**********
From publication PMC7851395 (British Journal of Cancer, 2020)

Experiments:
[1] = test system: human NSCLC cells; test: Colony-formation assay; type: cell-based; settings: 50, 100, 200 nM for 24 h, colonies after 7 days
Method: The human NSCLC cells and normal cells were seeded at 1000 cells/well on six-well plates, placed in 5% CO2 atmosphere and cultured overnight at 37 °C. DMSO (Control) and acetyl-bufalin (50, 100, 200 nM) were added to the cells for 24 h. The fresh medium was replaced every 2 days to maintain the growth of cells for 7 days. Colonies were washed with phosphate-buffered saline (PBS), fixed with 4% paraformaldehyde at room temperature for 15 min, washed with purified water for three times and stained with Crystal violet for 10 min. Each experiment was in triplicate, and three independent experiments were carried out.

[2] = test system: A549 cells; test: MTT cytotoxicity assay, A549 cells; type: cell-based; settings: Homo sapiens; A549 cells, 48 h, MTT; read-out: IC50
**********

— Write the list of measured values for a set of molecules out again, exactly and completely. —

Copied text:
From publication PMC7851395 (British Journal of Cancer, 2020)

Experiments:
[1] = test system: human NSCLC cells; test: Colony-formation assay; type: cell-based; settings: 50, 100, 200 nM for 24 h, colonies after 7 days
Method: The human NSCLC cells and normal cells were seeded at 1000 cells/well on six-well plates, placed in 5% CO2 atmosphere and cultured overnight at 37 °C. DMSO (Control) and acetyl-bufalin (50, 100, 200 nM) were added to the cells for 24 h. The fresh medium was replaced every 2 days to maintain the growth of cells for 7 days. Colonies were washed with phosphate-buffered saline (PBS), fixed with 4% paraformaldehyde at room temperature for 15 min, washed with purified water for three times and stained with Crystal violet for 10 min. Each experiment was in triplicate, and three independent experiments were carried out.

[2] = test system: A549 cells; test: MTT cytotoxicity assay, A549 cells; type: cell-based; settings: Homo sapiens; A549 cells, 48 h, MTT; read-out: IC50